Thompson's WaterSeal MultiSurface Waterproofer

Minwax Sanding Sealer

IPS Weld-On 3 Cement

PRO Finisher Water-Base


Minwax Oil Base Polyurethane

DEFT Clear Brushing Lacquer

Brush: 1Coat

Pressure Held, X=0-34, O=35-69, =70-138, =139-207, =208-276 (kPa)

X=0-5, O=5.1-10, =10.1-20, =20.1-30, =30.1-40 (psi)

Figure 8: Results for performance of multi-feature test part under fluid pressure

4.3 Dimensional changes caused by surface treatment

Through both infiltration and brushing, excess sealant can accumulate at certain features
that can significantly alter part dimensions. The following figure shows a summary of the results
obtained by the coordinate measuring machine. The average dimensional change is defined as
the absolute difference between the non-treated part and the brushed/infiltrated part averaged
over 5 features. Overall, parts that were infiltrated showed less dimensional changes (average
absolute change of 0.064 mm) than parts that were brushed (average absolute change of 0.073
mm and 0.139 mm when one coat or two coats of sealant were applied, respectively).

typical lack
of bubble

formation at
typical bubble
formation at
intersection of
Figure 9: Surface-treated, ABS-M30 part under fluid pressure


Dimensional Changes (mm)


Weld-On 3


Minwax Oil PRO Finisher Thompson's BJB TC-1614

Water-Base WaterSeal
Polyurethane Polyurethane
Brush 1 Coat

Brush 2 Coats

Hysol E30CL

Stycast W19 West Marine West System

+ C9
Penetrating 105 + 209


Figure 10: Dimensional changes (note not all materials were vacuum infiltrated)

5 Conclusions
Manufacturing end-use parts using FDM has not been possible for fluid pressure
applications due to part porosities, air gaps, and voids. Improving such build defects may allow
FDM technology to be used for applications where fluids are applied at low pressures including
hermetic housings for biomedical devices such as pacemakers and pipes/covers for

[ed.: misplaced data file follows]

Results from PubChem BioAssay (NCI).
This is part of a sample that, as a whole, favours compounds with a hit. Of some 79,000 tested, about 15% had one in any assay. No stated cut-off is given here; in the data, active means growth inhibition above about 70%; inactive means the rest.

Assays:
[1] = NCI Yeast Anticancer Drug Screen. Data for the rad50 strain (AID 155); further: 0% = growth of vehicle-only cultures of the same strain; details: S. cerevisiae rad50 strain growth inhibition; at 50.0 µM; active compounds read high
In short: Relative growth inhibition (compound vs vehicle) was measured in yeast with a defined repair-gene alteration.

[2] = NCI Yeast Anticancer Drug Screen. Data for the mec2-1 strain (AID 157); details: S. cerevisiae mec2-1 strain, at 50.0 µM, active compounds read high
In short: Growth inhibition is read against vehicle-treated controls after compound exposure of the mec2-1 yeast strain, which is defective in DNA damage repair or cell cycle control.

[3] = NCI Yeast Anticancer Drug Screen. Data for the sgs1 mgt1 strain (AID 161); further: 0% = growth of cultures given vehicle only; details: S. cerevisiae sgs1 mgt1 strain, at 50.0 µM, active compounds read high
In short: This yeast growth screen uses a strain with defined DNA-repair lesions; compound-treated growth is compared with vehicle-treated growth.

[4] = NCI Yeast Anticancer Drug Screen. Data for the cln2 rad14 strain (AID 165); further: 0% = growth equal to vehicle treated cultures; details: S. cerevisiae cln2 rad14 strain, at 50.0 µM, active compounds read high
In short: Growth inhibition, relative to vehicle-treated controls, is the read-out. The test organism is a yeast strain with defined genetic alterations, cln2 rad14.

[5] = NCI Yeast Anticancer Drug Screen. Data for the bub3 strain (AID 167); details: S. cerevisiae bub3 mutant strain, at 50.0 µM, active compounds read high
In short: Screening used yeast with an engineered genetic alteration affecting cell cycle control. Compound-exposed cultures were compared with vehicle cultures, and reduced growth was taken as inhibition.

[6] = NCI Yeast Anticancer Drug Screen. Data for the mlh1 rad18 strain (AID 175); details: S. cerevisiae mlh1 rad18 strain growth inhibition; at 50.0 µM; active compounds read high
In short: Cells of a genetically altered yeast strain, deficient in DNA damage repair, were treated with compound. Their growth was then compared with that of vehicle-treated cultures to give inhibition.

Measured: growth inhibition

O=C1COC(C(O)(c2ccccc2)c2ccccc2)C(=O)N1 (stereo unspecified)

thermodynamic systems such as heat exchangers. Vacuum infiltration and brushing were
explored with the use of six sealants (DEFT Clear Brushing Lacquer, Minwax Sanding Sealer,
Minwax Oil Base Polyurethane, PRO Finisher Water-Base Polyurethane, Thompson's WaterSeal
Multi-Surface Waterproofer) that are readily available to consumers at hardware stores and six
industrial sealants (IPS Weld-On 3 Cement, BJB TC-1614 A/B, Hysol E-30CL, Stycast W19 +
Catalyst 9, West Marine Penetrating Epoxy, West System 105 Resin + 209 Hardener epoxy) that
are primarily used by industrial companies for specialized repairs.
In this study, post-processing a multi-feature, FDM test part (made of ABS-M30) with
BJB TC-1614 had notable results: individually, brushing and vacuum infiltration allowed the test
part to repeatedly hold a fluid pressure for at least 5 minutes at pressures of 276 kPa and 138
kPa, respectively. The mean absolute difference between the non-treated part and the
brushed/infiltrated part caused by the application of BJB TC-1614 was minimal (0.231 mm for
brushing and 0.104 mm for infiltration). This dimensional change can be controlled through user
application during brushing and vacuum infiltration. A chart (Figure 8) was developed that can
be used by consumers to select appropriate application techniques corresponding to available
sealant options. This study suggests FDM customers can build end-use parts for low pressure
applications by applying one of the procedures explored in this research. Ease-of-use needs to be
considered as well as sealant cost, drying/working times, aesthetics, as well as envinronmental